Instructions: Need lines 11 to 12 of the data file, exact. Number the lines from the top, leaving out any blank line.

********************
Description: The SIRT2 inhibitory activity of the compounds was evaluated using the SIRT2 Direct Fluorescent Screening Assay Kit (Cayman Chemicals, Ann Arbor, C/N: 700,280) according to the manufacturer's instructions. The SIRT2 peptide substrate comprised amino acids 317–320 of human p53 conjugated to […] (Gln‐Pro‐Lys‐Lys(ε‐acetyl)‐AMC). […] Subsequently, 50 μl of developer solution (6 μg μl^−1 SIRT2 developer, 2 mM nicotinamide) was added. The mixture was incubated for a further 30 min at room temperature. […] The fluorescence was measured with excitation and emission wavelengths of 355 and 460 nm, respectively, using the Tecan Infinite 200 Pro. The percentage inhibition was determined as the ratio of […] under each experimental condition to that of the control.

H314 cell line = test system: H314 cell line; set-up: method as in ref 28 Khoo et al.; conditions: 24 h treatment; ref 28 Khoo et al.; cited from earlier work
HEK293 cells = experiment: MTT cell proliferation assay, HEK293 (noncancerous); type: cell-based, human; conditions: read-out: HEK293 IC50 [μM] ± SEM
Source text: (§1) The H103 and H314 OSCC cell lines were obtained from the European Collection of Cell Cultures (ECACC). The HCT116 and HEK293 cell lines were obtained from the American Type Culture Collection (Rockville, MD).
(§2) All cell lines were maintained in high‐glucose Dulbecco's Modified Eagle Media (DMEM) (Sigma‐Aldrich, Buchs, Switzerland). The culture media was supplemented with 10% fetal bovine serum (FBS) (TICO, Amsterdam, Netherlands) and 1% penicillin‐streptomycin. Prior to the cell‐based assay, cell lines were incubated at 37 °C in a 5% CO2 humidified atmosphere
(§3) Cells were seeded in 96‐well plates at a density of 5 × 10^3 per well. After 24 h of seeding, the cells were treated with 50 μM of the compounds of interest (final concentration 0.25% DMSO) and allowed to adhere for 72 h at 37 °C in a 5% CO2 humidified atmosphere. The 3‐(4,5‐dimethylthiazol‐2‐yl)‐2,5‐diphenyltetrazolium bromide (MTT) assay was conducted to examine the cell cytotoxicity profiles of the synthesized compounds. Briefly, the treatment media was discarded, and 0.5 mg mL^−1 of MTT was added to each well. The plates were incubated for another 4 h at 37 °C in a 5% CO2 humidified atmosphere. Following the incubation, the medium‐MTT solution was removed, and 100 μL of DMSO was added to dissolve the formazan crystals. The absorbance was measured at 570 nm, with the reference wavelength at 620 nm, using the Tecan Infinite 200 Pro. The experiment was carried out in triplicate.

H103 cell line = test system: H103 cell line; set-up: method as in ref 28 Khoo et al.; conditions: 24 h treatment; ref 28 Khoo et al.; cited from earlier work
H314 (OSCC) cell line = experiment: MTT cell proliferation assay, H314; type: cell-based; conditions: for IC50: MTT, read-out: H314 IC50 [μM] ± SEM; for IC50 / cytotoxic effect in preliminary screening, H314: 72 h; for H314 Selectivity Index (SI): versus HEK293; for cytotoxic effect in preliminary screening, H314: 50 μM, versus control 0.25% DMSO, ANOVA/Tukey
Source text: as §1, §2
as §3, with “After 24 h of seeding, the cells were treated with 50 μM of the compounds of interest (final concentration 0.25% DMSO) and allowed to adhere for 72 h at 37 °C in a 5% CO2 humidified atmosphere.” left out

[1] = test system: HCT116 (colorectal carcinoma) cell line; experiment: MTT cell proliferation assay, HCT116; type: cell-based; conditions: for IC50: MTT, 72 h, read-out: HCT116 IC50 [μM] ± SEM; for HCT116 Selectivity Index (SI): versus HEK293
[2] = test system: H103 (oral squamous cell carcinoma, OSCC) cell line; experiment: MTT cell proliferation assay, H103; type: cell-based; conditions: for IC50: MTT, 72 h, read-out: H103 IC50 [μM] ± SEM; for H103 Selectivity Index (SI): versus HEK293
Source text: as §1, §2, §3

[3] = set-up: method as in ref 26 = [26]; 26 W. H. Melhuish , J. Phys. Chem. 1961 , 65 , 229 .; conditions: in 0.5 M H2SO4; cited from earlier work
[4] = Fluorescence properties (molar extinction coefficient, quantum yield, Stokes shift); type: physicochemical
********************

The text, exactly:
[1] = test system: HCT116 (colorectal carcinoma) cell line; experiment: MTT cell proliferation assay, HCT116; type: cell-based; conditions: for IC50: MTT, 72 h, read-out: HCT116 IC50 [μM] ± SEM; for HCT116 Selectivity Index (SI): versus HEK293
[2] = test system: H103 (oral squamous cell carcinoma, OSCC) cell line; experiment: MTT cell proliferation assay, H103; type: cell-based; conditions: for IC50: MTT, 72 h, read-out: H103 IC50 [μM] ± SEM; for H103 Selectivity Index (SI): versus HEK293